The Sedition Law Sucks: Time For The Government To Water It Down To Limited Situations
The definition of “sedition” should be narrowed down to one simple thing: a call to secede from the Union accompanied with calls to violence. It should not apply to political opponents who do not call for secession.
When the law is an ass, fools will have a field day, and the media will make a meal of it. The sedition cases sought to be foisted on actress-turned-politician Ramya and Amnesty International, the former for merely saying that “Pakistan is not hell, and the latter for allowing some “azaadi” slogans at its event, are puerile.
The private complaint against
the actress is likely to be junked, since it makes no sense. In any case, it is
not the people of Pakistan who make it a hell, but its Deep State, including
the ISI and the Army. By nurturing violent jihadi groups in its backyard, the
Deep State has reduced Pakistan to a hellhole of radical violence. Even the
case against Amnesty will ultimately bite the dust, though there is much to criticise in Amnesty’s flawed definition of human rights.
But do we have a hellish problem in Section 124-A of the Indian Penal Code (IPC) which talks of the crime of sedition? The clause is so all-encompassing that anyone even criticising the government can be put in jail.
The section reads:
124A. Sedition.—Whoever, by words, either spoken or written, or by signs, or by visible representation, or otherwise, brings or attempts to bring into hatred or contempt, or excites or attempts to excite disaffection towards, the government established by law in India, shall be punished with imprisonment for life, to which fine may be added, or with imprisonment which may extend to three years, to which fine may be added, or with fine.
1.—The expression “disaffection” includes disloyalty and all feelings of
This is simply too wide a definition and can be used by any government to jail its opponents, even though the explanations to this law clearly say that political opposition should not be considered sedition. But even the explanatory clause has ambiguities. Explanation two says “Comments expressing disapprobation of the measures of the government with a view to obtain their alteration by lawful means, without exciting or attempting to excite hatred, contempt or disaffection, do not constitute an offence under this section.”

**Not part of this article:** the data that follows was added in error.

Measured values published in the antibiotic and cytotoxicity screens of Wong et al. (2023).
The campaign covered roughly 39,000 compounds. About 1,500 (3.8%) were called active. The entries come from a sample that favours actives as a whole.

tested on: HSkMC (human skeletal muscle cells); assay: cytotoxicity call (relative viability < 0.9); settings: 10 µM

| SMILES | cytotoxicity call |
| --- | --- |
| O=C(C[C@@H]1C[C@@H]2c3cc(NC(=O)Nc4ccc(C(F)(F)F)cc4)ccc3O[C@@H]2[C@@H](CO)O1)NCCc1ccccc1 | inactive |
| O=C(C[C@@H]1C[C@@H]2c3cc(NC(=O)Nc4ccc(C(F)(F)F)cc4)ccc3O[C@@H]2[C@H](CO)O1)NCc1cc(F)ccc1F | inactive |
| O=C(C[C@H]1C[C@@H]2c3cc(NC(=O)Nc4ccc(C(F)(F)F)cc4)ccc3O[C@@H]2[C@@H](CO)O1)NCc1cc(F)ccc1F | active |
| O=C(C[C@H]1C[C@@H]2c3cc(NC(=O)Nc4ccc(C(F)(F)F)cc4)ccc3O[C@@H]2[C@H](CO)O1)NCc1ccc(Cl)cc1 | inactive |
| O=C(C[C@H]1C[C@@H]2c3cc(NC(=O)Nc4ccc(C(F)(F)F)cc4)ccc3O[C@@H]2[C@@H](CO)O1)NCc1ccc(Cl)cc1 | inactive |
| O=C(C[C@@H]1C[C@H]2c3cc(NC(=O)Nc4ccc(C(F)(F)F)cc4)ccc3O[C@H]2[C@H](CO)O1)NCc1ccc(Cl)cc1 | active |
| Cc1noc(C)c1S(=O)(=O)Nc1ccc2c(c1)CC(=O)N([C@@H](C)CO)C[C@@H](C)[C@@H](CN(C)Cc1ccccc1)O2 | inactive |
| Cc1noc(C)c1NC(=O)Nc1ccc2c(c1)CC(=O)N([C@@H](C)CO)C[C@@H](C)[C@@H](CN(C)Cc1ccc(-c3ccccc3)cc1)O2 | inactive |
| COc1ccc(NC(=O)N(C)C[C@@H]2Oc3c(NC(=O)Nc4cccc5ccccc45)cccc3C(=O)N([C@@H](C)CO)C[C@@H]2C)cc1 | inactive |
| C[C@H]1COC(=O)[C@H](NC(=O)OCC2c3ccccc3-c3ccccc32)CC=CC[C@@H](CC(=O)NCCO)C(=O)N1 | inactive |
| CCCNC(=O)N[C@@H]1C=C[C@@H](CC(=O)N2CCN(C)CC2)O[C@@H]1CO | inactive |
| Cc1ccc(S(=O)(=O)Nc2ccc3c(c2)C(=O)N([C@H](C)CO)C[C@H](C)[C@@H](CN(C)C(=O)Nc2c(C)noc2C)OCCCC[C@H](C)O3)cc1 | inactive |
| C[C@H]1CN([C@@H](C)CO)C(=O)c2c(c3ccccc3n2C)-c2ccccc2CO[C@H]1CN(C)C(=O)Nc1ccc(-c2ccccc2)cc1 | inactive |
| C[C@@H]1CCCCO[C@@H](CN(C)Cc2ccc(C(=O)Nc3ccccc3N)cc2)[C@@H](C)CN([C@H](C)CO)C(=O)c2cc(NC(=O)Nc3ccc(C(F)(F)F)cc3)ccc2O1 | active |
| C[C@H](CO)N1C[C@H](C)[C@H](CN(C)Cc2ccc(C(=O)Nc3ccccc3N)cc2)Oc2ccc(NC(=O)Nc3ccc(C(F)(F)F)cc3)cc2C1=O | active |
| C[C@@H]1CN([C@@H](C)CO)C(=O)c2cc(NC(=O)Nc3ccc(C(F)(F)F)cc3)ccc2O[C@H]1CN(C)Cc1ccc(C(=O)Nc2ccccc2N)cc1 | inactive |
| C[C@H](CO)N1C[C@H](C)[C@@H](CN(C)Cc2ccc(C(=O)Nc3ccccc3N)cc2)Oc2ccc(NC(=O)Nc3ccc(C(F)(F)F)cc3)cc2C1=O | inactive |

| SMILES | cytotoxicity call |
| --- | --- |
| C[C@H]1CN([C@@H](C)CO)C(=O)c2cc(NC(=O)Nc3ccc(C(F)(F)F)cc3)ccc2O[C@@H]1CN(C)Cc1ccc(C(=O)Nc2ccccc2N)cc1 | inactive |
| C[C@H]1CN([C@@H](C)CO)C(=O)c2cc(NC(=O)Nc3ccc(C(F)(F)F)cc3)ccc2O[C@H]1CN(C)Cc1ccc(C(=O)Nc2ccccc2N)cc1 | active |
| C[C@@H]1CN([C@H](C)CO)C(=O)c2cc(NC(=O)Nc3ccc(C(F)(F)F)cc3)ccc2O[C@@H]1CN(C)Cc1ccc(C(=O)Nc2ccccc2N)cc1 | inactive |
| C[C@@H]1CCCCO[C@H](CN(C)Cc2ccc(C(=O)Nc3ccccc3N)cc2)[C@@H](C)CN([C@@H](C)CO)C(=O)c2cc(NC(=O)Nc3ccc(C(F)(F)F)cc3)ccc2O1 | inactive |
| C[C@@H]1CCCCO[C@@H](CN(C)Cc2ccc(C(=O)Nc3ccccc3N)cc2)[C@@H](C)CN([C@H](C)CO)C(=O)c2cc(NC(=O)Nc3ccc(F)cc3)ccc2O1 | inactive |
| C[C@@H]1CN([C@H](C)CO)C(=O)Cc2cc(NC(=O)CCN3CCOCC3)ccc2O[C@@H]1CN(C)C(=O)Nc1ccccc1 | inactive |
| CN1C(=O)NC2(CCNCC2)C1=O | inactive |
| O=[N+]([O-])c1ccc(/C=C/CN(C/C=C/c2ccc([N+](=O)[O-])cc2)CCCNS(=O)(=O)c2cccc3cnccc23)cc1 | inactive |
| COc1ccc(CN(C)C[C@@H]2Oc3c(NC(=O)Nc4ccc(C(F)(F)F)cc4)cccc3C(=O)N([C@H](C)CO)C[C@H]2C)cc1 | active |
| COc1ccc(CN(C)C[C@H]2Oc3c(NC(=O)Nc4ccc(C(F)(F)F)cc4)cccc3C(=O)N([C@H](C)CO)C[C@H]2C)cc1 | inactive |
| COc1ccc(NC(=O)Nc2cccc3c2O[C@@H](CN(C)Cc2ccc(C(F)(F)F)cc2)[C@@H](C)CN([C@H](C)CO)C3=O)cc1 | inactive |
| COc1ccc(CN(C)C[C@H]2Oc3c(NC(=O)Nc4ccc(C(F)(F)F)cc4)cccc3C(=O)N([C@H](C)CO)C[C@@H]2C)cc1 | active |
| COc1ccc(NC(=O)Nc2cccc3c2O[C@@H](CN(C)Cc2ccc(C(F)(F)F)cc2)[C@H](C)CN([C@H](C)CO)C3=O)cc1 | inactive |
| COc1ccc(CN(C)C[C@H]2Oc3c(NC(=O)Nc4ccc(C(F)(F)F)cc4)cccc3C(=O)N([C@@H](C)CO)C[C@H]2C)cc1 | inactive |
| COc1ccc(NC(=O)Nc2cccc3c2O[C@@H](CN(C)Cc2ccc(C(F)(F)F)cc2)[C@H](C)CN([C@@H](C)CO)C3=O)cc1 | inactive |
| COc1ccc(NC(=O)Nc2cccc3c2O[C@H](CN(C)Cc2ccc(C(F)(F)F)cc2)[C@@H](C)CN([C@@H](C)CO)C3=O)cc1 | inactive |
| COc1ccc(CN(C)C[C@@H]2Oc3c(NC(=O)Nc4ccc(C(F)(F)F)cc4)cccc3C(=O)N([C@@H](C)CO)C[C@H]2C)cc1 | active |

The problem is in the second part of the sentence, since most anti-government protests tend to get violent, and it is easy for the police to say attempts were made to “excite hatred, contempt or disaffection”. No political party chooses its words carefully when railing against rivals, and one has to accept this as part of the Indian ethos of over-the-top emotionalism.
Indian political activists always call for the overthrow of elected governments whenever they disagree with them, and supporters tend to burn a few buses or vehicles enroute to rallies.
The definition of sedition should be narrowed down to one simple thing: a call to secede from the Union accompanied with calls to violence. It should not apply to political opponents who do not call for secession.
The law of sedition should, thus, apply to the “azaadi” violence in Jammu and Kashmir, but not to political protests, like the Jat agitation in Haryana, or the Dalit protests against cow vigilantism, which could sometimes get violent.
When the Supreme Court takes a call on this provision in the IPC, it should read it down to a narrow meaning, or ask the government to amend it.
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